The rave review blurb by Lady Antonia Fraser featured on the covers of both books -- "Emma Tennant's exploration of the marriage of Elizabeth Bennet to Mr. Darcy is both authentic and convincing as a sequel to Pride and Prejudice and as up to date as a description of the marriage of the Prince and Princess of Wales" -- leads me to believe either that Lady Antonia Fraser has never read Pemberley and An Unequal Marriage, or that she has never read Pride and Prejudice.
Furthermore, without meaning any disrespect to the late Princess, I think the comparison of the two marriages is apt when it comes to An Unequal Marriage. This is the problem. My Elizabeth and Darcy would not have such a marriage. Didn't they settle it between themselves that they were to be the happiest couple in the world?
And where, dare I ask, is Georgiana? Apparently Georgiana has been abducted by aliens and everyone's memory has been wiped clean of her, because I remember no reference to her whatsoever in An Unequal Marriage. However, after Tennant's bad choice in making Georgiana a giggling protégé of Caroline Bingley in Pemberley, I suppose I should count that as a blessing.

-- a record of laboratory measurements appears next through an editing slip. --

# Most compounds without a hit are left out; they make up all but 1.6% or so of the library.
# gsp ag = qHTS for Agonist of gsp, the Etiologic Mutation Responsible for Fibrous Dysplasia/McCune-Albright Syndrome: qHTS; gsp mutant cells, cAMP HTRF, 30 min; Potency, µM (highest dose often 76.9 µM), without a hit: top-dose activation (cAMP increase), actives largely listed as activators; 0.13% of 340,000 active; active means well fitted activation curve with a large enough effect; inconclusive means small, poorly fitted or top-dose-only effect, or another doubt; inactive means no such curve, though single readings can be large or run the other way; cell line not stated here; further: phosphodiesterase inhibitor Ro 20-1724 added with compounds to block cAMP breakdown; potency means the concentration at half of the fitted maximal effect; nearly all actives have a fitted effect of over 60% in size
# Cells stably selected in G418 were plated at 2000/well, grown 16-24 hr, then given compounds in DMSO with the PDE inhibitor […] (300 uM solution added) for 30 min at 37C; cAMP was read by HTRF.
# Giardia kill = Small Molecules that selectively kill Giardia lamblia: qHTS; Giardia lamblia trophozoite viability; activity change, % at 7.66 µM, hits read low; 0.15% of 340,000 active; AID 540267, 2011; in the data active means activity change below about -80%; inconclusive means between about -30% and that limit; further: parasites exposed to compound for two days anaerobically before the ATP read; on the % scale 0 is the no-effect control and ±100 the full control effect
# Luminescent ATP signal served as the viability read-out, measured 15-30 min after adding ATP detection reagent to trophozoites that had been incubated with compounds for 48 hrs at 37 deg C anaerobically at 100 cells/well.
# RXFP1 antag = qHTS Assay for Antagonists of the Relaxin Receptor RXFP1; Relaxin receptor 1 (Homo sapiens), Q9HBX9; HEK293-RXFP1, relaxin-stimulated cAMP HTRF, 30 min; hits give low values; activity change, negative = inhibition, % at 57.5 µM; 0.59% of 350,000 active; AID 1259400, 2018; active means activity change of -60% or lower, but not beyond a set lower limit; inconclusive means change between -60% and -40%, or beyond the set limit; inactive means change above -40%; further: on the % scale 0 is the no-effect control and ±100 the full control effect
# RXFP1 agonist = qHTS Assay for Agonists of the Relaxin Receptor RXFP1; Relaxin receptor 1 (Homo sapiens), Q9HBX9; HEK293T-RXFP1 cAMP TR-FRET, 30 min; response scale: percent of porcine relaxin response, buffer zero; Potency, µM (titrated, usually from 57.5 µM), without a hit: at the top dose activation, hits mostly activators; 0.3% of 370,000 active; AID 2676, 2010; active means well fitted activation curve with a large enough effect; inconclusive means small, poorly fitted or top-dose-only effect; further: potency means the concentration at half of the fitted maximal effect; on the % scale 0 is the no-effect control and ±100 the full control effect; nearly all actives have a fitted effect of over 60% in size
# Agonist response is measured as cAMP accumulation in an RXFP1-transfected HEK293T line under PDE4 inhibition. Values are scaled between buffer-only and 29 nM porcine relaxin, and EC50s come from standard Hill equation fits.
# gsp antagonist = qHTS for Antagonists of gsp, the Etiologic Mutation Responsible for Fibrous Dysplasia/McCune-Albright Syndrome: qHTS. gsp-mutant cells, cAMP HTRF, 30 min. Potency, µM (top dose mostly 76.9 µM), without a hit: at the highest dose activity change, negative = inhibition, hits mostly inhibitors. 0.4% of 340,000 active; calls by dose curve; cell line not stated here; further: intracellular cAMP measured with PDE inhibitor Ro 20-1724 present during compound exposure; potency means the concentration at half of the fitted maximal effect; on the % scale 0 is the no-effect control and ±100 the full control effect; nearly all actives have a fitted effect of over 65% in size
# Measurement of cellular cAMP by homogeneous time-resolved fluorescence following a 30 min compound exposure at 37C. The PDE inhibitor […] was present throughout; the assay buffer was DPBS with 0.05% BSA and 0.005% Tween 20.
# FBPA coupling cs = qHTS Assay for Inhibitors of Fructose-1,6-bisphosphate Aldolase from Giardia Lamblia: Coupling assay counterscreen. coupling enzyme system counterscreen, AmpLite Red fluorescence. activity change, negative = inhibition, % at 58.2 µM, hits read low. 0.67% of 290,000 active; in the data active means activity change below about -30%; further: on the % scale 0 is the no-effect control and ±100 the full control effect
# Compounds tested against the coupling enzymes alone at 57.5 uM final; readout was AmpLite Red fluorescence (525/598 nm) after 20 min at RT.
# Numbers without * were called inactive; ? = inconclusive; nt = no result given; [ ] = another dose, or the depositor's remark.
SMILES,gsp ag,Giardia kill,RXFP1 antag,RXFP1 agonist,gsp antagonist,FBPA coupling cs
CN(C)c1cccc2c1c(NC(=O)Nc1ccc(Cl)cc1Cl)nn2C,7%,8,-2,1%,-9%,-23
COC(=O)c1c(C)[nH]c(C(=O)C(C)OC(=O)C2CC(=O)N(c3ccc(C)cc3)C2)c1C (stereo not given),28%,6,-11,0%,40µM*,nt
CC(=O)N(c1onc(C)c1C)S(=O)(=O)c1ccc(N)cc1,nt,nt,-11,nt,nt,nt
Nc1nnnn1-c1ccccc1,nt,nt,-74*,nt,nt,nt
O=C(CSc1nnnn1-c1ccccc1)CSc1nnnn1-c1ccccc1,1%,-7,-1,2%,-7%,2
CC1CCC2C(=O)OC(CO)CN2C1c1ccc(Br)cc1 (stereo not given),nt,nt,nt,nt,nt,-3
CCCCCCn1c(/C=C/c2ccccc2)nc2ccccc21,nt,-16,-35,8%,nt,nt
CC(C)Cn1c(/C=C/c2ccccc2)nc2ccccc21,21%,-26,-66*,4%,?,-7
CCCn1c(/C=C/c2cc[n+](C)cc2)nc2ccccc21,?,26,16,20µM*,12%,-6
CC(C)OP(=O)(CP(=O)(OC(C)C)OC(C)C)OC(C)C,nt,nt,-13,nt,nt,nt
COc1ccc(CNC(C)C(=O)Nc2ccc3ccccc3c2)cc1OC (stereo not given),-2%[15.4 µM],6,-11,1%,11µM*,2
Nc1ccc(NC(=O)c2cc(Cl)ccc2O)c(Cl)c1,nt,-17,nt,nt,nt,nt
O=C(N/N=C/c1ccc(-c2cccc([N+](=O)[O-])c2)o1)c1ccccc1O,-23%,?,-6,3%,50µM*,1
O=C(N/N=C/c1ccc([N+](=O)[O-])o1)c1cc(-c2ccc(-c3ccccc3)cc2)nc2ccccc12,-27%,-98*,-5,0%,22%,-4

The one part of this book that did bring a short-lived smile to my face was seeing Caroline Bingley a lonely, dependent spinster, getting her jollies by talking about other people's misfortunes. This smile was promptly replaced by a frown when Elizabeth fails miserably in parrying her attacks--maybe the real Elizabeth has been abducted by aliens too, and is out in the universe somewhere with Georgiana.
I've said it before, and I'll say it again: thank goodness for the
of Pemberley and the Bits of
Ivory board--and for all the folks there who show an understanding
of Austen's characters.
An Unequal Marriage, however, was just
unbelievable. And while I hate to be critical of
of my own sex, I just don't have anything to say to recommend this book
to anyone. The portrayals of Darcy and Elizabeth were so far from
the original, that they could hardly be recognized...(with the